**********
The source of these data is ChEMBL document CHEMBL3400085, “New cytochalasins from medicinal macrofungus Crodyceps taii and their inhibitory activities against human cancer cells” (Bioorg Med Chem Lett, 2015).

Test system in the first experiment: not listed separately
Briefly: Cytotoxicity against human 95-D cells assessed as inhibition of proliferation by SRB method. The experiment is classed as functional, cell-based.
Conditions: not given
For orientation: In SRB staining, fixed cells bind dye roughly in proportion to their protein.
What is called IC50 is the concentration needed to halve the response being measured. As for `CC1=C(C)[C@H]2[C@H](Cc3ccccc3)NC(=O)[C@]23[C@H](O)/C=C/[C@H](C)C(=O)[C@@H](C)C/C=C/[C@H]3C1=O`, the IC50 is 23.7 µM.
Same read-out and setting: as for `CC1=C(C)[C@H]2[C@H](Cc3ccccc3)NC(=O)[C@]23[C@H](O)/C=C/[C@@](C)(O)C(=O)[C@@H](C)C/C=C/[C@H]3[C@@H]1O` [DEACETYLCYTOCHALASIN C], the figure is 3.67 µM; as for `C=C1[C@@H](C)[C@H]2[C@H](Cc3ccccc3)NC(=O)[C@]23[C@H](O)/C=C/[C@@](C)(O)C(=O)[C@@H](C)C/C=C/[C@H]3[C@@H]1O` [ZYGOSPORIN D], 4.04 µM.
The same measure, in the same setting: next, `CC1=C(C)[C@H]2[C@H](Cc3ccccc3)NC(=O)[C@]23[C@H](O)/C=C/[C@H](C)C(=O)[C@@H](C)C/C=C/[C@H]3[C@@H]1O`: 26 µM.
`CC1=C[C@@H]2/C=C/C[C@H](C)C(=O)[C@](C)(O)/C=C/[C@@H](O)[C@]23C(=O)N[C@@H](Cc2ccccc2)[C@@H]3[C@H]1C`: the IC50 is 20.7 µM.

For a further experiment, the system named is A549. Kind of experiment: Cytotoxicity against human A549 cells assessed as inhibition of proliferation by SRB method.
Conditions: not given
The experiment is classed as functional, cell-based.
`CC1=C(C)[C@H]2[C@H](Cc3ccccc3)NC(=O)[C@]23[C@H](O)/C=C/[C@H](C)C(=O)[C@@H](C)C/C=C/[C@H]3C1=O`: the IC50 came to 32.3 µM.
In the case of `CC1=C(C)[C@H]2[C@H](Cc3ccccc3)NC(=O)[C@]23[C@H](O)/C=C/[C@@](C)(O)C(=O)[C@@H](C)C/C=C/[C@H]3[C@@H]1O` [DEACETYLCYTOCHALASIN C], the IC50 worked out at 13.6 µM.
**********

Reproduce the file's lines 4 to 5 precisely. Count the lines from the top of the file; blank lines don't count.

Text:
Conditions: not given
For orientation: In SRB staining, fixed cells bind dye roughly in proportion to their protein.